1. Google turns 25 this month
This month, Google is celebrating its 25th birthday and is facing a new era dominated by AI technology. While it started as a simple search engine and has diversified into various tech areas, Google faces stiff competition in the AI race, especially from companies like OpenAI. Despite some setbacks and project failures, experts believe Google still has a strong position in the AI landscape, thanks to its cloud business and existing innovations.
- Google’s Evolution: Google started as a simple search engine in a garage and is now part of Alphabet, a giant tech conglomerate. Over the years, it’s branched into various tech areas, from driverless cars to digital assistants.
- Hits and Misses: Google’s journey hasn’t been all smooth sailing. They’ve had several failed projects, but that doesn’t negate their influence and omnipresence in the tech world.
- AI Race: Google is currently gunning for the top spot in AI technology, but some think it’s already falling behind. A leaked memo from an internal engineer fueled this belief, stating Google doesn’t have an AI “secret sauce.”
- Competition from OpenAI: ChatGPT, created by OpenAI, has been labeled a “Google killer” due to its advanced question-answering capabilities. Even though Google launched its own chatbot, Bard, it didn’t make the same splash.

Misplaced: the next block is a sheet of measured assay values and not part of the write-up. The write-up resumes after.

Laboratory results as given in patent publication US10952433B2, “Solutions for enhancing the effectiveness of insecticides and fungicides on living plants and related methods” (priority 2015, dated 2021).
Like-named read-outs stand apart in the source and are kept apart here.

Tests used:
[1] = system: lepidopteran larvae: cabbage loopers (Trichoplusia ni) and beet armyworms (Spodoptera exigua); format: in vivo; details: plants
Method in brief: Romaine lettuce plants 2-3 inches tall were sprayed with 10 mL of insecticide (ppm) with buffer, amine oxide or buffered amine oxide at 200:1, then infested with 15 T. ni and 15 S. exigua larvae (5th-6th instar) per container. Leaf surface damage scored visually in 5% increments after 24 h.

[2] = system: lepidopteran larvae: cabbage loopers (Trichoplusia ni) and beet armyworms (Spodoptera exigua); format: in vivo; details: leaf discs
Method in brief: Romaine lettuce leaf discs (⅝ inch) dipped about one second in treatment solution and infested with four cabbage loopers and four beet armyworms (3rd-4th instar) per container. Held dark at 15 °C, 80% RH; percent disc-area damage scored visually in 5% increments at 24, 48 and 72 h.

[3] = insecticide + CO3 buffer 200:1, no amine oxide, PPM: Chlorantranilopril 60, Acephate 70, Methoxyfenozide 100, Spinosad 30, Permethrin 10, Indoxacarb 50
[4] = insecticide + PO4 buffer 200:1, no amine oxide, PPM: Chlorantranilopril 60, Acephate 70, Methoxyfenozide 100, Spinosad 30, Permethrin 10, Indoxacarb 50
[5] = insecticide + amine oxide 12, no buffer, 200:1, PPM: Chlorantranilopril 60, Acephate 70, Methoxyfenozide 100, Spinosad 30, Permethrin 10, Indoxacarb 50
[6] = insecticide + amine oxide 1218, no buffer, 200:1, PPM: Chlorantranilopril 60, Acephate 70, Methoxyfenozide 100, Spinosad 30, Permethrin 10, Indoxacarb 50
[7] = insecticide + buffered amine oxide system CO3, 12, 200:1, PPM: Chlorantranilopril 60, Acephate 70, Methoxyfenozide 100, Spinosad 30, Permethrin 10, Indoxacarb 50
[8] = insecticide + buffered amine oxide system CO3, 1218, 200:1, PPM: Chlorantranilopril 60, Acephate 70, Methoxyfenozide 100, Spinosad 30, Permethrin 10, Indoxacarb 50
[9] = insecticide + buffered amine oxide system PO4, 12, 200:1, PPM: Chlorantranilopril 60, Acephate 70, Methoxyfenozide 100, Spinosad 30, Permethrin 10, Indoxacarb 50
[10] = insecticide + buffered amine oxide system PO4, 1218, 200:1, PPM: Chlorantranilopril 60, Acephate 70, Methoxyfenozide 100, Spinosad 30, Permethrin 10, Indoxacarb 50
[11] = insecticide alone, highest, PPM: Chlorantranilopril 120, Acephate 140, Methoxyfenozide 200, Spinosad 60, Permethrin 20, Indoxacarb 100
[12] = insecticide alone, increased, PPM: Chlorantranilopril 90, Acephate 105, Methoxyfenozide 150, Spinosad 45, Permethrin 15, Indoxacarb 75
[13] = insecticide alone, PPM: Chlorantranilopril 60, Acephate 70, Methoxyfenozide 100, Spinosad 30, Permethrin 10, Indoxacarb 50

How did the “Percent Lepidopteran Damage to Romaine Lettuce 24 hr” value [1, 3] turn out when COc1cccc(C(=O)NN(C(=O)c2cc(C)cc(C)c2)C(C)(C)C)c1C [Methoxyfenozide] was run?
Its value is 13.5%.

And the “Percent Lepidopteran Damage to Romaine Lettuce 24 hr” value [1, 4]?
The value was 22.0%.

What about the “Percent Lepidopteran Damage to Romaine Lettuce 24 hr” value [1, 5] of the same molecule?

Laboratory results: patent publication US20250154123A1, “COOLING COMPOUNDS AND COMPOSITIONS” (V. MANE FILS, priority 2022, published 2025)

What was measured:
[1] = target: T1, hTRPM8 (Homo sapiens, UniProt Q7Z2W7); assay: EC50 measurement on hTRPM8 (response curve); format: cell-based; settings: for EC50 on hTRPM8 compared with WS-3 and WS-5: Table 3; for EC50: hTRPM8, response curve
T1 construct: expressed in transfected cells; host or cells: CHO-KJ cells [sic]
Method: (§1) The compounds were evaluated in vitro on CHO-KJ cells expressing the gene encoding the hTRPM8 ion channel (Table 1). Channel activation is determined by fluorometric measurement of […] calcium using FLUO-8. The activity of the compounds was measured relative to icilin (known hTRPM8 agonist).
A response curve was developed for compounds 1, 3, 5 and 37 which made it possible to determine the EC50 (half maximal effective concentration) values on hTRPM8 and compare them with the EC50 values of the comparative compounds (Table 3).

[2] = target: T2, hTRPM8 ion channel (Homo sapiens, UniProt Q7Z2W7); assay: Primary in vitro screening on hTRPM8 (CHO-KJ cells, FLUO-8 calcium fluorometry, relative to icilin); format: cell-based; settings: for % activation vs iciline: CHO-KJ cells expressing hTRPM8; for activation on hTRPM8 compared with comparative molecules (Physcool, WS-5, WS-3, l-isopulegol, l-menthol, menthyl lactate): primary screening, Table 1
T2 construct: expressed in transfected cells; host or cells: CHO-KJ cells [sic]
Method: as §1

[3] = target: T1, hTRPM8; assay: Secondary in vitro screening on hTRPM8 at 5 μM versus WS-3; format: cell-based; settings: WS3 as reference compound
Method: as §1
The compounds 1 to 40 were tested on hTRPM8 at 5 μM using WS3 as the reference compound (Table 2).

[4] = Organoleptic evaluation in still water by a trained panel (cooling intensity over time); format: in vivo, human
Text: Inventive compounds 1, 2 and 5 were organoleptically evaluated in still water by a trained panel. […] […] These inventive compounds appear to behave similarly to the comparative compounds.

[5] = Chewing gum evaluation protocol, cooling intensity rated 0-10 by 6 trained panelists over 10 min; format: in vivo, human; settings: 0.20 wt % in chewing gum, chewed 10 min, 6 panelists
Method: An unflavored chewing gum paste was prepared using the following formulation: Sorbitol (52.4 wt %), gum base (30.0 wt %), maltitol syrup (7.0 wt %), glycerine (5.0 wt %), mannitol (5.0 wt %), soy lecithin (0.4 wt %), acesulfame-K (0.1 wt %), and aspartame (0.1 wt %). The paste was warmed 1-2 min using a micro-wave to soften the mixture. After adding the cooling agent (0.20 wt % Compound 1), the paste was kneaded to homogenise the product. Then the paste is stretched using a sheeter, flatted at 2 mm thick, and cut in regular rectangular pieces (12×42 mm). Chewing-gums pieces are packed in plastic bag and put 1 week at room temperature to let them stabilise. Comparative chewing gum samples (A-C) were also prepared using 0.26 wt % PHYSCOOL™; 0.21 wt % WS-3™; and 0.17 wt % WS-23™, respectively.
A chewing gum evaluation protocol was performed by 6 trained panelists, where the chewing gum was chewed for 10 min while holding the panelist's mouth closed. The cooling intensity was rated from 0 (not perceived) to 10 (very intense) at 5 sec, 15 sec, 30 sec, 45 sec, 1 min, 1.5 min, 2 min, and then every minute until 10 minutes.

- Public Opinion: Despite public skepticism and internal doubts, experts believe Google is still a big player in AI. Their cloud business is mainly seen as a strong point, positioning Google well for the AI future.
- Future Outlook: Analysts and experts agree that we shouldn’t just count Google out of the AI game. With its diverse projects and strong cloud business, Google still has many aces.
2. AI Reimagines Faces of Missing Argentine Children
Argentine publicist Santiago Barros is using artificial intelligence to create images of what the adult children of parents who disappeared during Argentina’s military dictatorship might look like today. While the project has generated mixed reactions, it aims to raise awareness about the tragic history and possibly help some families find their missing relatives.
- The Project: Santiago Barros is blending old photos of parents who went missing during Argentina’s dictatorship to imagine what their stolen children might look like today. He uploads these images to an Instagram account called iabuelas, blending “AI” and “grandmother” in Spanish.
- Historical Context: From 1976 to 1983, Argentina was under a brutal dictatorship where children were often taken from their dissenting parents and given to families aligned with the regime. These children grew up unaware of their origins.